Minister Nixes Bylaw That Would Let Tel Aviv Businesses Open on Sabbath

Interior minister says the proposed law contradicts Israel’s values as a Jewish and democratic state.

Ofer Vaknin

Interior Minister Gideon Sa’ar said Sunday he would not approve a bylaw letting Tel Aviv convenience stores remain open on the Sabbath.

Sa’ar, however, approved legislation letting commercial centers, including stores at Tel Aviv Port, Jaffa Port and the renovated Old Train Station complex, stay open on the Sabbath. Sa’ar noted that Saturday is considered a day of rest under Israeli labor law, and that he did not wish to harm “the delicate balance of appropriate business activities during the Sabbath.”

“It was not explained why these stores’ services are essential to the public, or how the public’s needs cannot be met by these businesses on other days of the week, or during a shorter time frame than currently in practice,” Sa’ar said.

According to the minister, the proposed bylaw contradicts Israel's values as a Jewish and democratic state.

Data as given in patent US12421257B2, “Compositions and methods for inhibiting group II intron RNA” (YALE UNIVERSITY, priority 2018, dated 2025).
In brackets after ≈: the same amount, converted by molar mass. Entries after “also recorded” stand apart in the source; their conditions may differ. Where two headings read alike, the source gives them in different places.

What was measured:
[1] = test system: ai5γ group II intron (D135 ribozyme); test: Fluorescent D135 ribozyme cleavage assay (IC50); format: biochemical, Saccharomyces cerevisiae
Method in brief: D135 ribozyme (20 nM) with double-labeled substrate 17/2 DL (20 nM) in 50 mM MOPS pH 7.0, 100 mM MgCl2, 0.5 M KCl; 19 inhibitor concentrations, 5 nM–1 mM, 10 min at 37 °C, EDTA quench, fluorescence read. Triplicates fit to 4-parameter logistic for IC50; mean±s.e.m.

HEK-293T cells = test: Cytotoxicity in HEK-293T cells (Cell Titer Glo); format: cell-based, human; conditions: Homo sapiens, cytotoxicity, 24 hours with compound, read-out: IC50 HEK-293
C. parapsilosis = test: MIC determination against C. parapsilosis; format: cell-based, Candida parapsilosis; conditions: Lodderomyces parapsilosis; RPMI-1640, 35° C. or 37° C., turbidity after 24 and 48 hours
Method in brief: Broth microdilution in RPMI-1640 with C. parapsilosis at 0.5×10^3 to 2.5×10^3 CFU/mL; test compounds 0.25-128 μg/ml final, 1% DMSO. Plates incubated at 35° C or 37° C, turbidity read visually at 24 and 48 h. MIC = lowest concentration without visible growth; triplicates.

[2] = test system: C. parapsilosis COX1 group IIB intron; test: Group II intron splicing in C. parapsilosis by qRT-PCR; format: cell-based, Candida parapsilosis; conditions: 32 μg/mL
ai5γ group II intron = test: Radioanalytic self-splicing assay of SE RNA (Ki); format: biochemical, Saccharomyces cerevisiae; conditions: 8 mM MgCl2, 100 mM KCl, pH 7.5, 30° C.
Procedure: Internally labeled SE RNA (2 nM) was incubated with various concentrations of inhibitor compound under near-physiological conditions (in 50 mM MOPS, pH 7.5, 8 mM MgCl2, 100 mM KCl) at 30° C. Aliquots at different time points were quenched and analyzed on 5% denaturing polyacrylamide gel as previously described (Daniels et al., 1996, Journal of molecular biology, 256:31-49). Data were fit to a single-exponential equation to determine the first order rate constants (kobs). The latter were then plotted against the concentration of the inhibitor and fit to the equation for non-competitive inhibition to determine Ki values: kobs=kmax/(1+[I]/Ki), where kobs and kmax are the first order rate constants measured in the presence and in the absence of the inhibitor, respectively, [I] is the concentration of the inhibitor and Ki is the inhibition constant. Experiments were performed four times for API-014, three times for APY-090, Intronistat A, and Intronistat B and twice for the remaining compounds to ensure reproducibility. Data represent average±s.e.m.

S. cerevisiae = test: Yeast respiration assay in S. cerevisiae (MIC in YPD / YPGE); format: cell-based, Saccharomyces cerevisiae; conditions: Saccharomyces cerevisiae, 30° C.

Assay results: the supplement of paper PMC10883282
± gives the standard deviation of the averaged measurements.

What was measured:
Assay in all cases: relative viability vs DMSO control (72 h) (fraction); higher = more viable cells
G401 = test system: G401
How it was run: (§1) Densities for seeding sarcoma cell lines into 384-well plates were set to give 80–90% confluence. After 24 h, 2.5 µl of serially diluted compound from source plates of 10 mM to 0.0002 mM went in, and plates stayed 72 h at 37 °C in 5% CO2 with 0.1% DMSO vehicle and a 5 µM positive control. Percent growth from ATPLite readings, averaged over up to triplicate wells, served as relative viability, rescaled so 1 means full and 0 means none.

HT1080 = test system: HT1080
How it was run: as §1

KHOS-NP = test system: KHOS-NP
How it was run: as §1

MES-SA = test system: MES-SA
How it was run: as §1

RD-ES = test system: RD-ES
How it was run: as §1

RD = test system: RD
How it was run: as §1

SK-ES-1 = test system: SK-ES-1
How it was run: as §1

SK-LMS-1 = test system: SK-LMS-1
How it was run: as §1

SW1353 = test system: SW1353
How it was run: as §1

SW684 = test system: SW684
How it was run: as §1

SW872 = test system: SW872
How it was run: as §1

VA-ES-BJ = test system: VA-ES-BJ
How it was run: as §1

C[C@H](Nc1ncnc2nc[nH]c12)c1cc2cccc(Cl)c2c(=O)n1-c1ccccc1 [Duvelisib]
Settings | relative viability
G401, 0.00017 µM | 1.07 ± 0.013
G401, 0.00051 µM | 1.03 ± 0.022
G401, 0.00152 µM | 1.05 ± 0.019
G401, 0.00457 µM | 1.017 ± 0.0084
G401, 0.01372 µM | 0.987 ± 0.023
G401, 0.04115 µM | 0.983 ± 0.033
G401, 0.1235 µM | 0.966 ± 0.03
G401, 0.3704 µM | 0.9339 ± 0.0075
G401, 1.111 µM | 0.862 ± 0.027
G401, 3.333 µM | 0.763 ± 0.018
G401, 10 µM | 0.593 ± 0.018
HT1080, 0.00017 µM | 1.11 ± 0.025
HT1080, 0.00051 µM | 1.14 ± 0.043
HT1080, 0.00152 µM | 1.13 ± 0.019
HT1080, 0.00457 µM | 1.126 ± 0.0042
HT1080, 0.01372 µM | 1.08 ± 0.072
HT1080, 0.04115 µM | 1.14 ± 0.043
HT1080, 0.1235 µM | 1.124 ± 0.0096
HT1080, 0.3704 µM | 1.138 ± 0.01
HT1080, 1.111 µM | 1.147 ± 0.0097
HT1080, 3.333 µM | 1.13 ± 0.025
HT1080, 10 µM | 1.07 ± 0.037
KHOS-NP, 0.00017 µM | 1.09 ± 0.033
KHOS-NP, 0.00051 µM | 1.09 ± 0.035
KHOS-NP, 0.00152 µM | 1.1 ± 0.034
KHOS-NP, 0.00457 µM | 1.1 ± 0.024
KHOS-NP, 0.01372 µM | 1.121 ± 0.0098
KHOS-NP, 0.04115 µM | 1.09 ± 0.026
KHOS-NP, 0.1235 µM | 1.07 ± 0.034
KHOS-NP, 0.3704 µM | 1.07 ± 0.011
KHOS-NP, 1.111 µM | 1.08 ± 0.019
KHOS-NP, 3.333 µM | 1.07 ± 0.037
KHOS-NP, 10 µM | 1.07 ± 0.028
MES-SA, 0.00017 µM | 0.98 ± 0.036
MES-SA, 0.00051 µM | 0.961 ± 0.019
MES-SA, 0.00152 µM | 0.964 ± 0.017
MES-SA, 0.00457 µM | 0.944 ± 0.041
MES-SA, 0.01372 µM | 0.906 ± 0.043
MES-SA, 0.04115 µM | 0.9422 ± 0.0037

“It contradicts the democratic aspect in that it creates contempt for the rule of law, a basic principle in any democratic government,” he said. “It contradicts the Jewish aspect in that it harms the national and social notion of the Sabbath, a central facet of the public sphere.”

Sa’ar noted “the importance of the Sabbath as a national symbol in Israel for the general public, as well as the rights and sensibilities of other groups.” He said these groups included not just the religious community but also secular people who seek to “preserve the character of the only day of rest during the week.”

Two big supermarket chains, Tiv Ta’am and AM:PM, have Tel Aviv branches open on the Sabbath, which begins on Friday evening. The city has closure regulations for the Sabbath but has enforced them inconsistently. Some business owners say they are fined 730 shekels ($218) every week by municipal inspectors, while others say they are fined only every few weeks.

Moti Milrod